The climate-changing desert dust fertilising our oceans
The way in which man-made acids in the atmosphere interact with the dust that nourishes our oceans has been quantified by scientists for the first time.
In the international study led by two of the School of Earth & Environment's Institutes - Earth Surface Science Institute (ESSI) and Institute for Climate & Atmospheric Science (ICAS), researchers have pinpointed how much phosphate “fertiliser” is released from dust depending on atmospheric acid levels.
Phosphorus is an essential nutrient for all life, and when it falls into the ocean, it acts as a fertiliser that stimulates the growth of phytoplankton and marine life.
The new study allows scientists to quantify exactly how much phosphate “fertiliser” is released from dust depending on atmospheric acid levels.
Dr Anthony Stockdale, from ESSI, is lead author of the study. He said: “The ability to quantify these processes will now allow models to predict how pollution on a global scale modulates the amount of fertiliser released in airborne dust before it falls into the oceans.
“Many regions of the globe are limited by the amount of phosphorous available, so pollution can have a very important impact on marine ecosystems.”
Fellow author Michael Krom, an Emeritus Professor also from ESSI who is now at the University of Haifa, added: “If more carbon dioxide is taken up by marine plants due to fertilisation from acidified dust, it is possible that air pollution may have been inadvertently reducing the amount of greenhouse gases, while at the same time increasing the amount of plants and even fish in areas such as the Mediterranean Sea.”
Co-author Professor Athanasios Nenes, of Georgia Institute of Technology, said the implications went beyond the carbon cycle and climate.
“The Mediterranean is one of many locations of the globe where pollution and dust mix frequently,” he said. “This study points to one more way this interaction can affect marine life and the 135 million inhabitants of its coastline.”
Professor Krom added: “The next step is to develop models which include this new pathway for increased plant growth in the ocean, in order to fully determine the effect on marine ecosystems and Earth’s climate, considering a full suite of chemical, physical and biochemical processes.”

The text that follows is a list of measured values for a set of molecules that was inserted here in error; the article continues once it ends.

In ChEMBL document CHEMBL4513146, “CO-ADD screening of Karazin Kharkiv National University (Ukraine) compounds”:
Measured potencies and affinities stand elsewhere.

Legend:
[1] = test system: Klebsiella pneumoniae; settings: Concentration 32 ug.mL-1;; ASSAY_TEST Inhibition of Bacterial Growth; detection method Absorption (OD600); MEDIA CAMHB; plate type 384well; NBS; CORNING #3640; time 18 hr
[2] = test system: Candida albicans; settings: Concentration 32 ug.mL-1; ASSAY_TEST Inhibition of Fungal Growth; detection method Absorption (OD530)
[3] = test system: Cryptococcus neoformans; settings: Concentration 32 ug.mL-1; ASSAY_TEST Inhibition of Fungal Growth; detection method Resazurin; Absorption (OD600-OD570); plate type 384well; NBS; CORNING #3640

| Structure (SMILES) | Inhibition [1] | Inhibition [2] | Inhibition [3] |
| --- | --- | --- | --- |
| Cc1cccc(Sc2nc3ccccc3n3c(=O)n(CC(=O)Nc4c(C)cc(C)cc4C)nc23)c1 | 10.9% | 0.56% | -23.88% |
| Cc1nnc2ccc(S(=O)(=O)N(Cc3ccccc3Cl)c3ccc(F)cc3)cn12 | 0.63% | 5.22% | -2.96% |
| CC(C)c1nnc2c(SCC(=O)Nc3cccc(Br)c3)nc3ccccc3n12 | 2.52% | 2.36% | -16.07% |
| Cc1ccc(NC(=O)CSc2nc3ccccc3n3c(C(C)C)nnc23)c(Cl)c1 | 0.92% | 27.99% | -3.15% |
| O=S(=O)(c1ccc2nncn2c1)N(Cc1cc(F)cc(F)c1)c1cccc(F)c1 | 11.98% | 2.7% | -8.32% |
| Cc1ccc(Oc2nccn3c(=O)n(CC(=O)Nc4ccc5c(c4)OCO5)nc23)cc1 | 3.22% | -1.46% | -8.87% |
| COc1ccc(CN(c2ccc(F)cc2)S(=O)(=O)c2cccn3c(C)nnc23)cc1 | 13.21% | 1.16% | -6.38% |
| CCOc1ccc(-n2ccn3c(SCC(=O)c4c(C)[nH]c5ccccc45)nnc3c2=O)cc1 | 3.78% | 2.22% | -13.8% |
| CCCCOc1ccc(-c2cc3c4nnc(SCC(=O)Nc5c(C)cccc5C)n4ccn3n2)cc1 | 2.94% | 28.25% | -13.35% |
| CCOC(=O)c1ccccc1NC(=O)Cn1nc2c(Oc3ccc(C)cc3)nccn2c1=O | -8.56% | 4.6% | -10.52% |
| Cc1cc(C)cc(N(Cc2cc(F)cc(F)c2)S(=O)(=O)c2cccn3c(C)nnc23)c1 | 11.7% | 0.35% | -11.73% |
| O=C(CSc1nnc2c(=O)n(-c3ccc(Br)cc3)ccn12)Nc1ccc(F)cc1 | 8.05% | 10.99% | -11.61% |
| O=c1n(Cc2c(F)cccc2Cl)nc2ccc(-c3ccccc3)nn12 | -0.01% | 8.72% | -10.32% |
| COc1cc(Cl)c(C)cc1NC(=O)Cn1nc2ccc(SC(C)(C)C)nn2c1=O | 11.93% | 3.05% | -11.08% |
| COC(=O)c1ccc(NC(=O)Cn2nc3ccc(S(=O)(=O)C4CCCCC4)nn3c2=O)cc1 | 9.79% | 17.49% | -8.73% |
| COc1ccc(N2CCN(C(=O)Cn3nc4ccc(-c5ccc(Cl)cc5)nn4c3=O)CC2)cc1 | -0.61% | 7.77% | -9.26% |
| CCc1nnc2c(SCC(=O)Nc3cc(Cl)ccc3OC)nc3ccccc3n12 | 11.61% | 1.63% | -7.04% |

Apatite: the desert dust nourishing our seas
Phosphorus is one of the essential elements for life and is a critical component of building blocks such as DNA. Dusts, from deserts such as the Sahara, are an important source of phosphorus to Earth’s oceans.
The mineral-containing dust is generated in copious amounts during storms and is found throughout the atmosphere.
Most of the phosphorus in this dust is in an insoluble form that the microscopic plants of the oceans – phytoplankton and diatoms – cannot get at.
Known as apatite, the phosphorus in the dust is similar to the substance found in our teeth and bones.
Acids can be released naturally into the atmosphere from volcanic eruptions and from living organisms. But the burning of fossil fuels is currently the most significant source of atmospheric acids.
In the same way that acid produced by the bacteria in our mouths can cause tooth decay, so can acids in the atmosphere dissolve apatite and turn it into a form of phosphorus that can be used by marine organisms, the study authors said.
Professor Ken Carslaw, who has worked on the long running project, said "These exciting results are the result of years of fruitful collaboration between Earth scientists and atmospheric scientists and promise to result in more ground-breaking science."
As well as researchers from Leeds, Georgia and Haifa, experts from three institutions in Greece, one in Israel, one in Germany and two others in the UK worked on the findings, published today in Proceedings of the National Academy of Science of the USA.
The University of Leeds team was funded by The Leverhulme Trust.
“Understanding the nature of atmospheric acid processing of mineral dusts in supplying bioavailable phosphorus to the oceans” is published in Proceedings of the National Academy of Science of the USA (PNAS)
Image: a NASA satellite image by Norman Kuring shows dust from western Africa in the centre of the picture, pushing across the Atlantic Ocean on easterly winds in June 2014.
For a copy of the paper, or for interviews, contact University of Leeds Media Relations Manager Gareth Dant via g.j.dant(at)leeds.ac.uk or 0113 343 3996.